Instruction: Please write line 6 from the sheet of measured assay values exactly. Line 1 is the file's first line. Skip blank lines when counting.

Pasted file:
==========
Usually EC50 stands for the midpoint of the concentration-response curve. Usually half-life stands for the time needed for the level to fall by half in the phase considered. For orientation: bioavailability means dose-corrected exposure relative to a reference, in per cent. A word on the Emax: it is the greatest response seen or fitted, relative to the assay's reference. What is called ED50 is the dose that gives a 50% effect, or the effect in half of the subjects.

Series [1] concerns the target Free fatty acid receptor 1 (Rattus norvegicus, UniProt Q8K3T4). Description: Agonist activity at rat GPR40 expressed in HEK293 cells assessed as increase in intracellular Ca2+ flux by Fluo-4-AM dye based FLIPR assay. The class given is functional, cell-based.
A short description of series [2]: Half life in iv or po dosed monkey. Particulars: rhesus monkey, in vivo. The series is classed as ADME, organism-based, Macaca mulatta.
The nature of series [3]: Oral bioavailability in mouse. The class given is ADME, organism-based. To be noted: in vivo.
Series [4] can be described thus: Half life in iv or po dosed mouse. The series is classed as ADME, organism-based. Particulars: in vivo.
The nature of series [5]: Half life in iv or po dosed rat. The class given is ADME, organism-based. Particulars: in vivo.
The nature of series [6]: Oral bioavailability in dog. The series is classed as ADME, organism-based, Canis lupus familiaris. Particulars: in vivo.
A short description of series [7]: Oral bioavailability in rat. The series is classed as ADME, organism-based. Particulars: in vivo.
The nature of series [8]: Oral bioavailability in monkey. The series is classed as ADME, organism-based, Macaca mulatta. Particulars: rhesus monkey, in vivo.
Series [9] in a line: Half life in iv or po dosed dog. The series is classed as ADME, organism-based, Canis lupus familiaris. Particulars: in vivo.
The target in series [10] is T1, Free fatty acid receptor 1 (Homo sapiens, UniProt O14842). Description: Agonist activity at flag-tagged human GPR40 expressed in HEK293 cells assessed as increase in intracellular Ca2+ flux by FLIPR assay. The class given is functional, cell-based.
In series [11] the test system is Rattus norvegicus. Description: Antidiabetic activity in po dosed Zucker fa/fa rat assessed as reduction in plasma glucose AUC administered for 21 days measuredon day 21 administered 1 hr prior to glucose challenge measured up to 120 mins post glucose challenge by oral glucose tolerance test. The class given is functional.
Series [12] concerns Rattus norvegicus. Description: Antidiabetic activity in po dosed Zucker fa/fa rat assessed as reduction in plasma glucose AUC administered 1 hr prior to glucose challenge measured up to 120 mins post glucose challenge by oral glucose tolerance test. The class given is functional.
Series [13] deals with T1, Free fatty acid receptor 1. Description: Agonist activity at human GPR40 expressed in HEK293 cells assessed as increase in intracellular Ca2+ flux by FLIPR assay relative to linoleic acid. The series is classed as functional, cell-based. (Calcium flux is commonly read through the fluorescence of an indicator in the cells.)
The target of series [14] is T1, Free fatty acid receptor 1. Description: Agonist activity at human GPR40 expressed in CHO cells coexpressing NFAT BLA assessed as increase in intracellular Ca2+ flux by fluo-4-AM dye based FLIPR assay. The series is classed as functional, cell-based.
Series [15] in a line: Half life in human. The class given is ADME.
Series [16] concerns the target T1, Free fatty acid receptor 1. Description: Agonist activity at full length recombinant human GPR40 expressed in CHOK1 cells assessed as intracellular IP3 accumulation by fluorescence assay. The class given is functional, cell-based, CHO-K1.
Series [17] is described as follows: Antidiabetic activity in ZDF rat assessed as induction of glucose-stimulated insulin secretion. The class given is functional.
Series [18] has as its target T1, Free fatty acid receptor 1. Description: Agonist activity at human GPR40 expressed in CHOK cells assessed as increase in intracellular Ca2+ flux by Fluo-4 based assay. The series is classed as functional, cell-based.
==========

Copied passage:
The nature of series [5]: Half life in iv or po dosed rat. The class given is ADME, organism-based. Particulars: in vivo.